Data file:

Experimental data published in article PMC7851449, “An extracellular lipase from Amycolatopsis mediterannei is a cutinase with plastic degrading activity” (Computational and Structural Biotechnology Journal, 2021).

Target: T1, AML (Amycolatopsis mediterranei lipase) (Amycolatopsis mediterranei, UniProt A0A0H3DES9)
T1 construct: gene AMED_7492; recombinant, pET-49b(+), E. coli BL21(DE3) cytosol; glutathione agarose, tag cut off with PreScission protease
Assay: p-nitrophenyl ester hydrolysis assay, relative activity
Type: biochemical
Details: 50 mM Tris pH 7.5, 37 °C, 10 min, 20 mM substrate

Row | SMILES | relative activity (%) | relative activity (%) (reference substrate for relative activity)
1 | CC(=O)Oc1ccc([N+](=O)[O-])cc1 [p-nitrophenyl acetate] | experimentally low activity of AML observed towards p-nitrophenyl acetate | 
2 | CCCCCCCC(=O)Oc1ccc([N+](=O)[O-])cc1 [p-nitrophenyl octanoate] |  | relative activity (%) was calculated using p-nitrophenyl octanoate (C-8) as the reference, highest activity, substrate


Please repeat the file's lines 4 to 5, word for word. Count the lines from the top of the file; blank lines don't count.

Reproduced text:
Assay: p-nitrophenyl ester hydrolysis assay, relative activity
Type: biochemical